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On the picket line

September 14, 2001 | Page 15

UPS Teamster contract 2002
Midwest Generation
Delta flight attendants
Democracy Now!
Bay Area Rapid Transit
D.C. parking attendants

Brockton Hospital


BROCKTON, Mass.--Nurses at Brockton Hospital ended their three-month strike with a victory party in late August. The walkout by the 450 nurses was the second-longest nurses' strike in Massachusetts history.

Hospital administrators took a tough line in negotiations with the Massachusetts Nurses Association (MNA) and even refused to continue talks. But Sen. John Kerry (D-Mass.) intervened to bring management back to the bargaining table.

Nurses soundly rejected the hospital's two previous contract offers because they failed to address issues of mandatory overtime work. The new contract now has clear language on this issue.

Under the terms of the deal, mandatory overtime can't exceed four hours, and no nurse can be forced to work more than 12 hours in a continuous period. Hospital management can only require nurses to work overtime eight times a year, and nurses can now refuse to work mandated overtime shifts.

The contract also prohibits management from floating nurses where they would be forced into overtime or where they aren't trained to work. Nurses say these provisions are vital since Massachusetts--under a draconian law--holds nurses fully liable for their patients.

The agreement also has a mechanism for nurses to monitor overtime, staffing and hiring practices. Nurses also won a 13 percent wage increase over three years that is retroactive to October 15 of last year--the end of the last contract. And the contract guarantees that all striking nurses will return to work.

The questions about federal arbitration raised by Kerry's involvement in the final negotiations aren't lost on the MNA. One of the sticking points was the nurses' demand for a shortened arbitration process--which would give the MNA more power in future disputes.

The final agreement allows leeway in the length of the arbitration process, but gives nurses control over the arbitrators' decision. At the heart of the fight was the MNA's determination to have a united front of nurses statewide. The union's argument all along was for parity in contract language throughout Massachusetts.

The recent victory at St. Vincent's Hospital, and now at Brockton, presents a bold example to nurses everywhere. "The nurses cared about their patients when they went out on strike, they care about them now and are happy to be going back," Joanne, an organizer for the MNA, told Socialist Worker. "They've always done this for patient care."

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UPS Teamster contract 2002

by DANNY KATCH, Teamsters Local 804

NEW YORK--UPS Teamsters are kicking off the 2002 contract campaign with a rally at Local 804 on September 21. Around the Northeast, supporters of Tom Leedham's campaign for union president are mobilizing.

Since our strike victory in 1997, UPS has retaliated with a vengeance. They stalled on creating the full-time jobs won during the strike, and the new jobs pay part-time rates.

For all these reasons, UPS Teamsters need to get organized well before the contract expires in July. This kickoff meeting could be a good step. Unfortunately, President James Hoffa doesn't seem ready to go all the way--after rejecting a proposal to raise our strike fund at the international convention this summer.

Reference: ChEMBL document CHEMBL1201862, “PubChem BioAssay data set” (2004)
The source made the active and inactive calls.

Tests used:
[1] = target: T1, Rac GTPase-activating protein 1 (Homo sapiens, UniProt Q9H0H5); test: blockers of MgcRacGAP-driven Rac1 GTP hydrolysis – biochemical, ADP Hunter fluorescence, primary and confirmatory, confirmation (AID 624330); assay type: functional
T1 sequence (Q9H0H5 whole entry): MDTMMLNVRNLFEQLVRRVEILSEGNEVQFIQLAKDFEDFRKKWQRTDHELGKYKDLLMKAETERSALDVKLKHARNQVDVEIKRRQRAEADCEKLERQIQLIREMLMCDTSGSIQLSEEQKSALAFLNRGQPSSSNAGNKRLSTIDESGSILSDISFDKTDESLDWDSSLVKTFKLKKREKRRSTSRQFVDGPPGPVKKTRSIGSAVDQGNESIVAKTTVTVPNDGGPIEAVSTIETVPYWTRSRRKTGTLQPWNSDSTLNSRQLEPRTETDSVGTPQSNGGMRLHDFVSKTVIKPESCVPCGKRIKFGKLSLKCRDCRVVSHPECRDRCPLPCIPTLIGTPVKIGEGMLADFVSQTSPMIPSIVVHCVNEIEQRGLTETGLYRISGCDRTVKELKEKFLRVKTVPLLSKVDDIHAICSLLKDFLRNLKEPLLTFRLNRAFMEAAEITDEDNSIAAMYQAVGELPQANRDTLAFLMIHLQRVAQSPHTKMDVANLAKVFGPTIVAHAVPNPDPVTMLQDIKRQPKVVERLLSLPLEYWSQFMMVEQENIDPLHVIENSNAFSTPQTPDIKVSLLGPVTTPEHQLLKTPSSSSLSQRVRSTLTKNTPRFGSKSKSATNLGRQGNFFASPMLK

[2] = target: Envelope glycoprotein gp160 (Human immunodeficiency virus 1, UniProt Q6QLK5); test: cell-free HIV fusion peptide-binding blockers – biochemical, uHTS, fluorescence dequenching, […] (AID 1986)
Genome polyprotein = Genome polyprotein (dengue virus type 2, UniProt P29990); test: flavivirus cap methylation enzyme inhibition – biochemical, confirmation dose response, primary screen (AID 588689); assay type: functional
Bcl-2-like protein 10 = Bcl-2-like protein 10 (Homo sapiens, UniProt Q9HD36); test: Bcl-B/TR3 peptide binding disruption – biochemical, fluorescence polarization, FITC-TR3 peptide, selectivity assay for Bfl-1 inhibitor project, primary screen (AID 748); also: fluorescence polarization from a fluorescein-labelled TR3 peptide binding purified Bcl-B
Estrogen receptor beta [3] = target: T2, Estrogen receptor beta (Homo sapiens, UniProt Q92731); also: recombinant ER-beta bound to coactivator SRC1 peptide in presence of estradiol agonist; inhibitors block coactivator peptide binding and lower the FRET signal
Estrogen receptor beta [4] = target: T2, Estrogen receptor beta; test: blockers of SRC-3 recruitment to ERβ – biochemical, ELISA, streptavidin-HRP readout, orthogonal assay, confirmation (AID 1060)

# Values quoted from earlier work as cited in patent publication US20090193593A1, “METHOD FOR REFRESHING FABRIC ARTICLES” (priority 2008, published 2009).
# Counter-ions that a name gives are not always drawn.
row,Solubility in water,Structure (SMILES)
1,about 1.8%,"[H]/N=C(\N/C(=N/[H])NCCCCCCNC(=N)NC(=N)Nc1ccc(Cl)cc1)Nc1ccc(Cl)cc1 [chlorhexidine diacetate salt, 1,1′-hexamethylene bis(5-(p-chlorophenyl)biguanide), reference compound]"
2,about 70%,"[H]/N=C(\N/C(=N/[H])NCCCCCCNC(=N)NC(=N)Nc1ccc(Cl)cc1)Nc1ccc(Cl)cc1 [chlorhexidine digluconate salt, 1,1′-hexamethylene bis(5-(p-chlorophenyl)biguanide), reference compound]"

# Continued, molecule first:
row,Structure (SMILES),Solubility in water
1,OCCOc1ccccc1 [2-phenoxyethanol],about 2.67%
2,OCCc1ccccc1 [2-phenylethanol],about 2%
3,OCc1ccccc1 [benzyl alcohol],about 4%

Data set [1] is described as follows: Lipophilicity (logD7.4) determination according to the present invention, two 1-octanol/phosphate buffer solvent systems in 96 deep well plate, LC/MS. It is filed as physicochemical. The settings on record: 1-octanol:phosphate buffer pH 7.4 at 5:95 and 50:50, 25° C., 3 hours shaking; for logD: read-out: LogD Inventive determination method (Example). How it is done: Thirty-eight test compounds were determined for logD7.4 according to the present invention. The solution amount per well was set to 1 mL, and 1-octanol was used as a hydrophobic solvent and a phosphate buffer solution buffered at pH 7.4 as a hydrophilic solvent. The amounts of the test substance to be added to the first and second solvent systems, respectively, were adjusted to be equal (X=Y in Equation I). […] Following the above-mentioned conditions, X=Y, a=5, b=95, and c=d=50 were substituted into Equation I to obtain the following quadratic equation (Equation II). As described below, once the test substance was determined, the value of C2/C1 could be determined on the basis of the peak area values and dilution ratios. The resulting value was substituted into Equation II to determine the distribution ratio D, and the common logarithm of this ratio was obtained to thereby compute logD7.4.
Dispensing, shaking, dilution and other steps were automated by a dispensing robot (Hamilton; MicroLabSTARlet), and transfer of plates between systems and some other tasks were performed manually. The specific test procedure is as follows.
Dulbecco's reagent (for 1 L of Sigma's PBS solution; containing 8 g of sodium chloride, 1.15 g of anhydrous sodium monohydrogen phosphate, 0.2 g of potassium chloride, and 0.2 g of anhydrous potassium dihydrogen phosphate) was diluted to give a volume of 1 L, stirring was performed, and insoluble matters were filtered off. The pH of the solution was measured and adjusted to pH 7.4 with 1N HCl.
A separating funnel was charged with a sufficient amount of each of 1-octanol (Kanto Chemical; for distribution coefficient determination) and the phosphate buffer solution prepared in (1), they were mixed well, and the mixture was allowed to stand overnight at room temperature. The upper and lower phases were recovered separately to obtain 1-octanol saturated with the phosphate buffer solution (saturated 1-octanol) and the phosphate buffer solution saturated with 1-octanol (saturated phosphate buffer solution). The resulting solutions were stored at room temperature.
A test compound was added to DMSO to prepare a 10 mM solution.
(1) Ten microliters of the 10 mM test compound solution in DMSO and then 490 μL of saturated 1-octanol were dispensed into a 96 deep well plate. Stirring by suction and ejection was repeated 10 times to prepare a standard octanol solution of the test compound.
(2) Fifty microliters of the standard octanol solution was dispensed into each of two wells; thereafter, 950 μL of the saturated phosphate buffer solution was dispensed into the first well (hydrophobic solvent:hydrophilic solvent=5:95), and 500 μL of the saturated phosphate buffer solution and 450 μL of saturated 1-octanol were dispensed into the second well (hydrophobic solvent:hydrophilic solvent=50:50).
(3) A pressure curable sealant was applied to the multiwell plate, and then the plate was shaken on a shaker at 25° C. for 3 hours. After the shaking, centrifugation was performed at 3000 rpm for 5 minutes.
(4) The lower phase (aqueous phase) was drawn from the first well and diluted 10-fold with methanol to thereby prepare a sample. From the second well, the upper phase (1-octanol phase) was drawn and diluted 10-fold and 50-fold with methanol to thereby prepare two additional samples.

Leedham, on the other hand, is running on a platform of aggressively challenging Teamster employers, rebuilding our strike fund and hiring more organizers. That's why it's critical that Leedham buttons and T-shirts are visible at the kickoff rally.

Some Leedham supporters argue that we shouldn't bring election politics into this rally. But it's already a political event. The fact that it's being held at Local 804--Ron Carey's old local--is no coincidence. Hoffa wants to brag that Local 804 President Howard Redmond, who worked under Carey, is now a Hoffa supporter.

During the last election, Local 804 members voted for Leedham 10 to 1. A strong pro-Leedham presence on September 16 can give them confidence to vote that way again.

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Midwest Generation

CHICAGO--After starving workers into ending their strike August 31, Midwest Generation, Inc., wouldn't let them come back to work. On September 6, it locked out the more than 1,100 workers, members of International Brotherhood of Electrical Workers Local 15.

Midwest Generation, which operates seven fossil-fuel power plants in Illinois, refused to bargain with the union after it surrendered. By a vote of 437-336, Local 15 members decided to end their strike and to return to work. But the company will bar them from working until Local 15 agrees to a contract that includes all of the concessions Midwest demanded.

Midwest has announced plans to continue to operate its plants with scabs. The union struck June 28 in opposition to concessions demanded by management. Unfortunately, the local had never been on strike before and, therefore, didn't have a strike fund.

With the strike going nowhere, Local 15 President William Starr called for workers to end it. Local 15 officials said they would file an unfair labor practices claim against the company.

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Delta flight attendants


ATLANTA--Flight attendants at Delta Airlines filed a petition with federal mediators in late August asking for a union representation election.

Even without a union, the 20,000 flight attendants at Delta make the highest pay among all the airlines. But they lag behind in "vacation pay, uniform reimbursement and leadership pay," said Scott Hayter, a New York-based Delta attendant. Plus, Delta attendants want a contract to keep management from changing work rules, cutting staff at a whim and victimizing workers hurt on the job.

According to an Association of Flight Attendants (AFA) press release, the three-year union organizing effort represents "the largest private-sector organizing campaign since 1968, the largest Railway Labor Act campaign since 1965 and the largest organizing campaign in the airline industry-ever."